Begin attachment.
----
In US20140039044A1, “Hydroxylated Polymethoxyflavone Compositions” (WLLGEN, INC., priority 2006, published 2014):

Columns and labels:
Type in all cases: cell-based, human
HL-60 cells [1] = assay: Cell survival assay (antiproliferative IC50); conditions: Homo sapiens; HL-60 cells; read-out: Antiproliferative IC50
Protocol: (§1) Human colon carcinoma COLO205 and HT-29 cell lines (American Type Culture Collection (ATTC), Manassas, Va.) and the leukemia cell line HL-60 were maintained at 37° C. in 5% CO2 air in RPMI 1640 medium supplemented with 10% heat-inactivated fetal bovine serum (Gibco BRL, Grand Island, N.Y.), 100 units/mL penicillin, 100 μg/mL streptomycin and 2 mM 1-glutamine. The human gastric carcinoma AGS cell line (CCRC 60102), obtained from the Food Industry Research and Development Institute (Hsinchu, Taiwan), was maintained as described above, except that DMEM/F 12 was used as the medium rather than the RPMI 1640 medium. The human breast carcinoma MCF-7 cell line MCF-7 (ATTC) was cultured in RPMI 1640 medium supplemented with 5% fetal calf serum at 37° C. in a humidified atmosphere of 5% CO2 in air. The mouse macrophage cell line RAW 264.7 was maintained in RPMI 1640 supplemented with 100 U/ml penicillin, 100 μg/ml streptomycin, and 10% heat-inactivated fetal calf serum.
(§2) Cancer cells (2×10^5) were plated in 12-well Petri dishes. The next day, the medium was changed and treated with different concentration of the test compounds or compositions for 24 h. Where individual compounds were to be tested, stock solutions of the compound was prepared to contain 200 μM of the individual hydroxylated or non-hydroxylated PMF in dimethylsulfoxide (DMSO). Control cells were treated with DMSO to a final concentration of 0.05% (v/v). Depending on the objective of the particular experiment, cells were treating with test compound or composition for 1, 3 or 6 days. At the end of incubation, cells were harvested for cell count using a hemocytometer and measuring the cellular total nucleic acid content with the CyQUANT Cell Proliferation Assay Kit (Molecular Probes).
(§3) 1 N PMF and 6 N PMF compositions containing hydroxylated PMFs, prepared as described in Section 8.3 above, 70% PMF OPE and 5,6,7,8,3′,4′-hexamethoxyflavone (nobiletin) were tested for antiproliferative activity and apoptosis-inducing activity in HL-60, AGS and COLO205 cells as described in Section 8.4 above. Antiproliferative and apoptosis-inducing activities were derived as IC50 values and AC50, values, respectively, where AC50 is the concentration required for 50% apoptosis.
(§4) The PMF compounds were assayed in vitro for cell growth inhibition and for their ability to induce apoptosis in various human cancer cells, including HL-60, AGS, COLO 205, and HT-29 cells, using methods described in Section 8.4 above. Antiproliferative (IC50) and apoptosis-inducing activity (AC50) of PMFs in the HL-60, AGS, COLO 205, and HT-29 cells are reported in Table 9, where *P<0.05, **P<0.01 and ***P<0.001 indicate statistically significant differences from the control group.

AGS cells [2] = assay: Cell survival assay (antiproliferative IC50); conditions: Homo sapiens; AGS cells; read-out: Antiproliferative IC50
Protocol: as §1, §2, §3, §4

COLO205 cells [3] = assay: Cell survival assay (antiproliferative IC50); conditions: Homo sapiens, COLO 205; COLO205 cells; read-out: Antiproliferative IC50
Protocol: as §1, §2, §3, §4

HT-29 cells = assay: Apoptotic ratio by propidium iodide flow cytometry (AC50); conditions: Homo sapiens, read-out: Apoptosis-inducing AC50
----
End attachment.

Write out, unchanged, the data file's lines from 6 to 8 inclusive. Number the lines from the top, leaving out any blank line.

(§2) Cancer cells (2×10^5) were plated in 12-well Petri dishes. The next day, the medium was changed and treated with different concentration of the test compounds or compositions for 24 h. Where individual compounds were to be tested, stock solutions of the compound was prepared to contain 200 μM of the individual hydroxylated or non-hydroxylated PMF in dimethylsulfoxide (DMSO). Control cells were treated with DMSO to a final concentration of 0.05% (v/v). Depending on the objective of the particular experiment, cells were treating with test compound or composition for 1, 3 or 6 days. At the end of incubation, cells were harvested for cell count using a hemocytometer and measuring the cellular total nucleic acid content with the CyQUANT Cell Proliferation Assay Kit (Molecular Probes).
(§3) 1 N PMF and 6 N PMF compositions containing hydroxylated PMFs, prepared as described in Section 8.3 above, 70% PMF OPE and 5,6,7,8,3′,4′-hexamethoxyflavone (nobiletin) were tested for antiproliferative activity and apoptosis-inducing activity in HL-60, AGS and COLO205 cells as described in Section 8.4 above. Antiproliferative and apoptosis-inducing activities were derived as IC50 values and AC50, values, respectively, where AC50 is the concentration required for 50% apoptosis.
(§4) The PMF compounds were assayed in vitro for cell growth inhibition and for their ability to induce apoptosis in various human cancer cells, including HL-60, AGS, COLO 205, and HT-29 cells, using methods described in Section 8.4 above. Antiproliferative (IC50) and apoptosis-inducing activity (AC50) of PMFs in the HL-60, AGS, COLO 205, and HT-29 cells are reported in Table 9, where *P<0.05, **P<0.01 and ***P<0.001 indicate statistically significant differences from the control group.